Democracy on the Front Lines
City Administrator’s Blog
March 23, 2006
Nobody pays attention to parliamentary procedures until it impacts the outcome of a decision. If you attended or watched Monday’s City Council meeting, you would have noticed two instances where votes were influenced by esoteric rules of order.
The first issue dealt with a resolution for the subdivision of land for an office park on Green Mount Road. After considerable discussion, the council voted 7-6 to approve the resolution. However, our city attorney determined at the time that the issue failed because a majority of the entire council was required for approval (which is eight votes for a fourteen member council).
After the meeting, we did some research and learned that the issue actually had passed. According to state law, the rules on majorities are different depending on whether they are ordinances or resolutions and whether the City is spending money. For all ordinances and when the City is authorizing the expenditure of money, the majority of the whole is required (8 votes). For all other action items, only the majority of the quorum present is required (in Monday’s case, 7 votes). Since the office park was a resolution for a subdivision, only seven votes were required for approval. Therefore, the vote of 7-6 approved the resolution.
While this is a rather technical matter, it made a big difference to the developer of the office park. At the very least, it meant waiting two weeks for the item to be considered again by the city council. Since Mayor Graham and one alderman were absent on Monday, it is possible the margin of “yes” votes could improve. After all, time is money. At the worst, the project would have been denied and the developer would have had to redo the plans.
There also was some confusion regarding Mary Schmidt’s absence during the consideration of an ordinance to allow a “doggie day care center” called Camp Bow Wow. Ms. Schmidt felt she had a conflict of interest with the owners of the business and did not want to influence the decision. As a result, she stood up and walked out of the Council Chambers during the discussion and vote of the item.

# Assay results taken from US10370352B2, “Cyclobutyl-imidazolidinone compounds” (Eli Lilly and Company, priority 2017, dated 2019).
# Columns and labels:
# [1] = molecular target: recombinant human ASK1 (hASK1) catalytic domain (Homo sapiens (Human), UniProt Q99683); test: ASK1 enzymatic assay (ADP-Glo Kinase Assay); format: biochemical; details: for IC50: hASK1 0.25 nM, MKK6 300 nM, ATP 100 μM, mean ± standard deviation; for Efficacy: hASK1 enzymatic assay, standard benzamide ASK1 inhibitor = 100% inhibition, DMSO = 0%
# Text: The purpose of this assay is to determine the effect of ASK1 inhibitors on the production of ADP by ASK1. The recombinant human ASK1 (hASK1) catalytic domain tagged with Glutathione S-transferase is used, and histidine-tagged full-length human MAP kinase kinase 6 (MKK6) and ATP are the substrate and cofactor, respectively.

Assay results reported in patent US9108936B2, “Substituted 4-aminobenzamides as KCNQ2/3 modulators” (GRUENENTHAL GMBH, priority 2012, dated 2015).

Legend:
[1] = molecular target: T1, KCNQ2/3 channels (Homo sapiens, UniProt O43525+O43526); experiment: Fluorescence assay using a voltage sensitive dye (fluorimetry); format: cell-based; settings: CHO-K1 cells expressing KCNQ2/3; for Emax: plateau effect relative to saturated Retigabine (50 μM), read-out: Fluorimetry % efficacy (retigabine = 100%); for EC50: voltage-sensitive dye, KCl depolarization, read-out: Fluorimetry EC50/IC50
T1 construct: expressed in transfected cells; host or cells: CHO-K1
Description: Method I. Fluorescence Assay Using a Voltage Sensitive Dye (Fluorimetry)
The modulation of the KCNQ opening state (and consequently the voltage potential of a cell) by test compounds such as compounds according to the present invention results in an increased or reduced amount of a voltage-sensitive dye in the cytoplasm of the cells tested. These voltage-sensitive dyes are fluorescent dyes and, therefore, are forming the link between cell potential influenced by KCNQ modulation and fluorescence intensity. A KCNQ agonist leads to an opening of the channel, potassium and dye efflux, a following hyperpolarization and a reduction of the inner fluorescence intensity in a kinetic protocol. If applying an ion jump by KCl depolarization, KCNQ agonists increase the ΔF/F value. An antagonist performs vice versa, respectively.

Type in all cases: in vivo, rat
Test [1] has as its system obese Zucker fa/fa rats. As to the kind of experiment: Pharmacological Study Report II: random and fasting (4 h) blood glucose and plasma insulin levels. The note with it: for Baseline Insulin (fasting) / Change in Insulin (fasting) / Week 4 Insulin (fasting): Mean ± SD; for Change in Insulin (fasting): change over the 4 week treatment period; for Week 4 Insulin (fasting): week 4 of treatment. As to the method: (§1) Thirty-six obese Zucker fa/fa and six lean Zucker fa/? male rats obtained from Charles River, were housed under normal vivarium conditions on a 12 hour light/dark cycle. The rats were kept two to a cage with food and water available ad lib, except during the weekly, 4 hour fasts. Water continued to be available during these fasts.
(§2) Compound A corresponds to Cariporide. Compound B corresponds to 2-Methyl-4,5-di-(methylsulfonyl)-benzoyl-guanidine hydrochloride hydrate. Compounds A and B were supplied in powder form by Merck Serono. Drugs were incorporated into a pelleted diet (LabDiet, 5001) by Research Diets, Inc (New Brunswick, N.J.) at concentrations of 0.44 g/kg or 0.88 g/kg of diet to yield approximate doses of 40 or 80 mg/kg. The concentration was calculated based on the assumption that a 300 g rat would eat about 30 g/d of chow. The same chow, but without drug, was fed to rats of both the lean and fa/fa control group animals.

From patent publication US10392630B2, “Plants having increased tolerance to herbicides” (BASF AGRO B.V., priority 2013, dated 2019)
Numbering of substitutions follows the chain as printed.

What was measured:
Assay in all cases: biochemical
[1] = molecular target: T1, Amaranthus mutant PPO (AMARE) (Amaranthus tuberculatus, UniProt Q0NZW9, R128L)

When the vote was taken, there was a question whether her absence would be treated as an “abstention” or as an “absence.” Since she was present at the meeting and had voted on items before and after the Camp Bow Wow, should she still be considered present for that vote even though she was out of the room?
The distinction is significant. If her vote is considered as an abstention, then it would go with the majority and could influence a decision in a tight vote. However, if she is considered absent, then she is not counted at all and only makes a difference in achieving quorum or if eight votes are needed for approval (see above).
We checked with our legal counsel and the decision is that she should be recorded as absent. Our minutes should reflect the time she departed from the meeting and the time she returned. In the future, we will need to ensure that an alderman’s absence does not cause a loss of a quorum because the City Council would then have to adjourn.
You now probably know more about voting rules than you cared to know. Yet these obscure regulations illustrate the foundations of democracy. When the rule of law prevails, people abide by the meeting procedures that establish who votes, how votes are taken, and how issues are approved. It may be confusing and cumbersome at times, but it is necessary for the normal functioning of a civil society.